Back to the meaning of Easter. For the next couple of weeks I’ve decided I’m going to attempt to talk to Cash about this special day. So I have posed the question to myself, “How do I effectively teach my three year old about the REAL meaning of Easter without it being too scary.” I don’t think we’ve even so much as talked about death other than telling him it’s not nice to kill bugs (unless it’s a spider, lol) because they’re God’s creations. Sorry, but death is not just something I’ve had on the to do list to teach my preschooler about. Let alone rising from the dead. I can only imagine what is going to go through his curious little head.
So I did some massive Google searches and found a great way to try to better help him understand the real meaning of Easter.
RESURRECTION COOKIES!! I mean … what better way to teach a preschooler than with something he can actually touch and relate to!
So here goes ….
These are going to be made the evening before Easter. In the meantime I have purchased a couple books from Walmart and we’ve watched some youtube videos as well.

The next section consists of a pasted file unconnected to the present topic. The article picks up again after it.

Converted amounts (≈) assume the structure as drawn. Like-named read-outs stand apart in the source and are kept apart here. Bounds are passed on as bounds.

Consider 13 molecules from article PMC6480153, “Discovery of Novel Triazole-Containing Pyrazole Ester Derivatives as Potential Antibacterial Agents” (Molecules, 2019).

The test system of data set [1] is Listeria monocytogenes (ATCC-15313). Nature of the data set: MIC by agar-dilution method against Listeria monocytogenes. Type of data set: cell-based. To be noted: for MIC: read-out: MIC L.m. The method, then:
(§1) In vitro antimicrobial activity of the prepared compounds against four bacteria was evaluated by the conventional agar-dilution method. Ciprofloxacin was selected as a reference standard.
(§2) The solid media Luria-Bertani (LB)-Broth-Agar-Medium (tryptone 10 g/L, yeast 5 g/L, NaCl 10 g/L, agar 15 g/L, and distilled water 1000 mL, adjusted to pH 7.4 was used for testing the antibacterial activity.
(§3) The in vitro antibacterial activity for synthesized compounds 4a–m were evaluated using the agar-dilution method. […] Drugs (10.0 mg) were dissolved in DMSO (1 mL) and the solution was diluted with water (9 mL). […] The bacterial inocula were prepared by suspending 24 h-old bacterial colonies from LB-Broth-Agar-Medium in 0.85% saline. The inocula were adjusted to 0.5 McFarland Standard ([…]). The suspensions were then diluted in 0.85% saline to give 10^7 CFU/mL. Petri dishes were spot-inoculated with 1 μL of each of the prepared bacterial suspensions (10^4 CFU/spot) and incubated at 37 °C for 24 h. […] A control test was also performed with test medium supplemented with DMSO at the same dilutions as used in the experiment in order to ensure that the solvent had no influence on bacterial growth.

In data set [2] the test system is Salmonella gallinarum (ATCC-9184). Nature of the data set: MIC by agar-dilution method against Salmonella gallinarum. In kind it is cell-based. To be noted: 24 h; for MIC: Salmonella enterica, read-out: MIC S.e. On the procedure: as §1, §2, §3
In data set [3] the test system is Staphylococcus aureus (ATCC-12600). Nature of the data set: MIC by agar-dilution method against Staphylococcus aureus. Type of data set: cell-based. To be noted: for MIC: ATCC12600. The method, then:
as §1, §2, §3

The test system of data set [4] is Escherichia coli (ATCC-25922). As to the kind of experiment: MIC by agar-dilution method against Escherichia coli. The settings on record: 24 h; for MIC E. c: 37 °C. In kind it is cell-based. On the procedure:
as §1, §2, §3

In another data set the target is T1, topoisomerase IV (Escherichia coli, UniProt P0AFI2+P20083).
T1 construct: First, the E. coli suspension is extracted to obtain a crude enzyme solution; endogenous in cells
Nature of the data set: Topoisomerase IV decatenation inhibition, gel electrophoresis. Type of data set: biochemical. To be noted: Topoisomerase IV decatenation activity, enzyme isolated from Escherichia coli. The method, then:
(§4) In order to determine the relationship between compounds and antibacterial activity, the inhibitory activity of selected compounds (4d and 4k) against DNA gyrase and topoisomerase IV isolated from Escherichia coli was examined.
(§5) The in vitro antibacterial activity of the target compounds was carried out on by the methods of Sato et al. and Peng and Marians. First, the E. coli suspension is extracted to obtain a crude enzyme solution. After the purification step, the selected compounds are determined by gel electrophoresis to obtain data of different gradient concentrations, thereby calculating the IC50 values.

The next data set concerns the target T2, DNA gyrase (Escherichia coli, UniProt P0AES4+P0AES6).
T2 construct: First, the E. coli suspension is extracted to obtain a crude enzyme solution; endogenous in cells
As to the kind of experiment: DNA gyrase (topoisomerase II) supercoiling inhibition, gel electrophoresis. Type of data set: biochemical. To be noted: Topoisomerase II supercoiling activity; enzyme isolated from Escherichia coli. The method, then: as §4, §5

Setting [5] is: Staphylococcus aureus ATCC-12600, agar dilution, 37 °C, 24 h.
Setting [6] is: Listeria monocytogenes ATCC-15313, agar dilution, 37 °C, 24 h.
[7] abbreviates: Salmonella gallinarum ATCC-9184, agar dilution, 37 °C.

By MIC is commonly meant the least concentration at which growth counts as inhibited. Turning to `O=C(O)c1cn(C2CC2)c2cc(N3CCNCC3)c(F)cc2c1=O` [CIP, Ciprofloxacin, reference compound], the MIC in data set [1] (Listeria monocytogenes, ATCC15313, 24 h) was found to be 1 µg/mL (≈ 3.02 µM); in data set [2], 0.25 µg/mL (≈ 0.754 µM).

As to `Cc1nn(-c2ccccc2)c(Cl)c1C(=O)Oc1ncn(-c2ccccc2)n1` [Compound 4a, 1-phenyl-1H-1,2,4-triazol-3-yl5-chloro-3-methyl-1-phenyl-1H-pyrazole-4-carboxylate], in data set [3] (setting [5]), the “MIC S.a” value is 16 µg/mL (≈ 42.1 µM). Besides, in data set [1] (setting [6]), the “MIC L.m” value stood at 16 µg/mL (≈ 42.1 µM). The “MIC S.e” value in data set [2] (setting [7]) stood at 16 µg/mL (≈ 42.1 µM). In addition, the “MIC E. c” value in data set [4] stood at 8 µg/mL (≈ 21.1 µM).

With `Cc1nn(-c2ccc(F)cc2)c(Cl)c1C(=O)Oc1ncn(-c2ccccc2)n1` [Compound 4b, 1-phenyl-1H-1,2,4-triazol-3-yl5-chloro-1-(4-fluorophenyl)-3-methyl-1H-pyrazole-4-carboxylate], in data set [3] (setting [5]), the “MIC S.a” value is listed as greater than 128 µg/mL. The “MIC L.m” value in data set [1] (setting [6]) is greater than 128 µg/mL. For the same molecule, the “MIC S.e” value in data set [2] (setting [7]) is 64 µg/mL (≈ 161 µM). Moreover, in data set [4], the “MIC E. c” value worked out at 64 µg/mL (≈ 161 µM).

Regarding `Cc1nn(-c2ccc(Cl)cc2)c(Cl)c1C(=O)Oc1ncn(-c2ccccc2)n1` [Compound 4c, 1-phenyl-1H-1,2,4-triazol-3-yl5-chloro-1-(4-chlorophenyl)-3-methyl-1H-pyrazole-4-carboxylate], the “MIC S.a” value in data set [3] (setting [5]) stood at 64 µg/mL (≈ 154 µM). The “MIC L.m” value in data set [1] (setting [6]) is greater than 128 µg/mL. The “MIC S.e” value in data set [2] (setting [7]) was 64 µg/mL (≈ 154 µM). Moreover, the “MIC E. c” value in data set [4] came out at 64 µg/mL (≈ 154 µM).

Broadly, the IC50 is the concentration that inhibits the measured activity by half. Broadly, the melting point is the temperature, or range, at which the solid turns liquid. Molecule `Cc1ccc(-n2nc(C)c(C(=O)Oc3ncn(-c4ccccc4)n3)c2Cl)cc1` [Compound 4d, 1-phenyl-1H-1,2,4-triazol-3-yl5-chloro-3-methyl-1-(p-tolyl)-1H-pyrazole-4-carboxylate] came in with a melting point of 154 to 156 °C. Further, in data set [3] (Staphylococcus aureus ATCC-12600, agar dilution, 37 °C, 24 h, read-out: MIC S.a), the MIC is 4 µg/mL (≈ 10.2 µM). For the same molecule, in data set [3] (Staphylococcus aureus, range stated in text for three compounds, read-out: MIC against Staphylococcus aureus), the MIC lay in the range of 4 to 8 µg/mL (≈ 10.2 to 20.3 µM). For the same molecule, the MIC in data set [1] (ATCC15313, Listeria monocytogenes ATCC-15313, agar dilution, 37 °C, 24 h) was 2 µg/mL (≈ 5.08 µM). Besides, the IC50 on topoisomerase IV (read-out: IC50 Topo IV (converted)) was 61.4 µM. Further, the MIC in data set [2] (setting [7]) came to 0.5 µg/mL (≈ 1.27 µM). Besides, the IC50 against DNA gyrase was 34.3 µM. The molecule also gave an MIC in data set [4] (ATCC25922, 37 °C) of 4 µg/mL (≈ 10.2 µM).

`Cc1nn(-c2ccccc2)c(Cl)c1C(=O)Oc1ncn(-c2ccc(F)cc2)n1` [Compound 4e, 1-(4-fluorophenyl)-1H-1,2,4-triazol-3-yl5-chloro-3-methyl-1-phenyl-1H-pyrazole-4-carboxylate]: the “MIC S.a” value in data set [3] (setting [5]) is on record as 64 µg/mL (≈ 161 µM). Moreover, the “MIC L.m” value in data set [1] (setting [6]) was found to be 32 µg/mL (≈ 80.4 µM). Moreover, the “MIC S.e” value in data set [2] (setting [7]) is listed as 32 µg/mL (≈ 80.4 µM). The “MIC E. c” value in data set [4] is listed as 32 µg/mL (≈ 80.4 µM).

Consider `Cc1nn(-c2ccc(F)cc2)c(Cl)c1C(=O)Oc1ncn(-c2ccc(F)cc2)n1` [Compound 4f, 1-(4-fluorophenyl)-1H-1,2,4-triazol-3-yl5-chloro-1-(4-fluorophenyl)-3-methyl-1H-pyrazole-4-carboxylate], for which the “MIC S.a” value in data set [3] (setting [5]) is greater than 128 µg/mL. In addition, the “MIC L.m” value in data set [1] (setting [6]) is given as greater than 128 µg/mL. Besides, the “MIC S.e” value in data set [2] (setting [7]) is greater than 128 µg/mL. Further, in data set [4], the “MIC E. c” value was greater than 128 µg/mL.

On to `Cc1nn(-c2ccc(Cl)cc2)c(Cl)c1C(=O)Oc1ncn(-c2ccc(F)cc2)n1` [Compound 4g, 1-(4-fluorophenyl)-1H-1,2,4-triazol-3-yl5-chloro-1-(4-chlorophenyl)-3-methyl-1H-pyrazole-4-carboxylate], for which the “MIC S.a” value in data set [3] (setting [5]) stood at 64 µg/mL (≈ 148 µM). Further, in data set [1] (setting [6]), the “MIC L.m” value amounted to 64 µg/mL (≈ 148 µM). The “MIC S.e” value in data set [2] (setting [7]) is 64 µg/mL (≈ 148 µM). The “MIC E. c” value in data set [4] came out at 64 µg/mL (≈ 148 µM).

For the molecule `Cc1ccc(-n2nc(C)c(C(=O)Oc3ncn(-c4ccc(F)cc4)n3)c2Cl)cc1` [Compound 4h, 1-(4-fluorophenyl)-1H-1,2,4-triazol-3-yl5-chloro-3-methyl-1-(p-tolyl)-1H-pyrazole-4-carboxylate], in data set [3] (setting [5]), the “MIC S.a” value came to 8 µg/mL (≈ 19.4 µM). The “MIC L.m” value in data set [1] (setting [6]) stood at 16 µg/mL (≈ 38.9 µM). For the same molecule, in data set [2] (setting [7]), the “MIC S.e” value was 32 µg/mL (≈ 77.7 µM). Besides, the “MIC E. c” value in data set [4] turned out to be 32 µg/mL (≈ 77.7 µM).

Will need: 1c. whole pecans, 1 tsp. vinegar, 3 egg whites,
pinch salt, 1c. sugar, zipper baggie, wooden spoon, tape, and the Bible.
Preheat oven to 300 BEFORE BEGINNING.
Place pecans in zipper baggie and let children beat them with the wooden spoon to break into small pieces.
Explain that after Jesus was arrested He was beaten by the Roman soldiers. John 19:1-3.Let the child smell the vinegar. Put 1 tsp. vinegar into mixing bowl.
Explain that when Jesus was thirsty on the cross he was given vinegar to drink. John 19:28-30.
Add egg whites to vinegar. Eggs represent life.
Explain that Jesus gave His life to give us life. John 10:10-11.
Sprinkle a little salt into the child’s hand. Let them taste it and brush the rest into the bowl.
Explain that this represents the salty tears shed by Jesus’ followers, and the bitterness of our own sin.
So far the ingredients are not very appealing, haha.
Add 1 c. sugar.
Explain that the sweetest part of the story is that Jesus died because He loves us. He wants us to know this and how to belong to Him. Ps. 34:8 and John 3:16.
Beat with a mixer on high speed for 12 to 15 minutes until stiff peaks are formed.
Explain that the color white represents the purity in God’s eyes of those whose sins have been cleansed by Jesus. Isaiah 1:18 and John 3:1-3.
Fold in broken nuts. Drop by teaspoons onto wax paper covered cookie sheet.
Explain that each mound represents the rocky tomb where Jesus’ body was laid. Matt. 27:57-60.
Put the cookie sheet in the oven, close the door and turn the oven OFF.